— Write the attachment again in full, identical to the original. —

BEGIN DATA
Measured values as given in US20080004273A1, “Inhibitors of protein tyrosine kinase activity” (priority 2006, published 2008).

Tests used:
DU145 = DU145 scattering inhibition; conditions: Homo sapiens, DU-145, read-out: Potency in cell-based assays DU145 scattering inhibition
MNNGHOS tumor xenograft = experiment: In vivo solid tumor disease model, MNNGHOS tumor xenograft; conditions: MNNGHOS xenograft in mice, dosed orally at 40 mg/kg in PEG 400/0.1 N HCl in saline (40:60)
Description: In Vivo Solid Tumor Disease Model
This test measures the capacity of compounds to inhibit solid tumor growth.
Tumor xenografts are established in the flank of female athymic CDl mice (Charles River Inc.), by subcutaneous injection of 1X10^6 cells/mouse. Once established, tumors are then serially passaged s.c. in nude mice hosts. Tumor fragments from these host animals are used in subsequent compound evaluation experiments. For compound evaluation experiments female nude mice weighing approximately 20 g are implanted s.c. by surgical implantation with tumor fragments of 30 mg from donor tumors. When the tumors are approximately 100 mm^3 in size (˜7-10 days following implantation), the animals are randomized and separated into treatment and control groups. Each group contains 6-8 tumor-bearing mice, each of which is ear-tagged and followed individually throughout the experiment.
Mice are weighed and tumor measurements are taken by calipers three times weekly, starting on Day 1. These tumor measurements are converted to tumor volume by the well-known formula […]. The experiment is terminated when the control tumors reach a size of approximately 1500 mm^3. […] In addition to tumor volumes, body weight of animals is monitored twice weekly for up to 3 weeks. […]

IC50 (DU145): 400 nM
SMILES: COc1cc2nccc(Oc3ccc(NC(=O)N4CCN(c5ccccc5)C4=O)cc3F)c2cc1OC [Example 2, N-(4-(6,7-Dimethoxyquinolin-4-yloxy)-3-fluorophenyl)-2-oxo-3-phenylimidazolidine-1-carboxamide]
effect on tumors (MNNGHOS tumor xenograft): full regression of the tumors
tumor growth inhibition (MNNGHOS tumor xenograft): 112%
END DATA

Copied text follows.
Measured values as given in US20080004273A1, “Inhibitors of protein tyrosine kinase activity” (priority 2006, published 2008).

Tests used:
DU145 = DU145 scattering inhibition; conditions: Homo sapiens, DU-145, read-out: Potency in cell-based assays DU145 scattering inhibition
MNNGHOS tumor xenograft = experiment: In vivo solid tumor disease model, MNNGHOS tumor xenograft; conditions: MNNGHOS xenograft in mice, dosed orally at 40 mg/kg in PEG 400/0.1 N HCl in saline (40:60)
Description: In Vivo Solid Tumor Disease Model
This test measures the capacity of compounds to inhibit solid tumor growth.
Tumor xenografts are established in the flank of female athymic CDl mice (Charles River Inc.), by subcutaneous injection of 1X10^6 cells/mouse. Once established, tumors are then serially passaged s.c. in nude mice hosts. Tumor fragments from these host animals are used in subsequent compound evaluation experiments. For compound evaluation experiments female nude mice weighing approximately 20 g are implanted s.c. by surgical implantation with tumor fragments of 30 mg from donor tumors. When the tumors are approximately 100 mm^3 in size (˜7-10 days following implantation), the animals are randomized and separated into treatment and control groups. Each group contains 6-8 tumor-bearing mice, each of which is ear-tagged and followed individually throughout the experiment.
Mice are weighed and tumor measurements are taken by calipers three times weekly, starting on Day 1. These tumor measurements are converted to tumor volume by the well-known formula […]. The experiment is terminated when the control tumors reach a size of approximately 1500 mm^3. […] In addition to tumor volumes, body weight of animals is monitored twice weekly for up to 3 weeks. […]

IC50 (DU145): 400 nM
SMILES: COc1cc2nccc(Oc3ccc(NC(=O)N4CCN(c5ccccc5)C4=O)cc3F)c2cc1OC [Example 2, N-(4-(6,7-Dimethoxyquinolin-4-yloxy)-3-fluorophenyl)-2-oxo-3-phenylimidazolidine-1-carboxamide]
effect on tumors (MNNGHOS tumor xenograft): full regression of the tumors
tumor growth inhibition (MNNGHOS tumor xenograft): 112%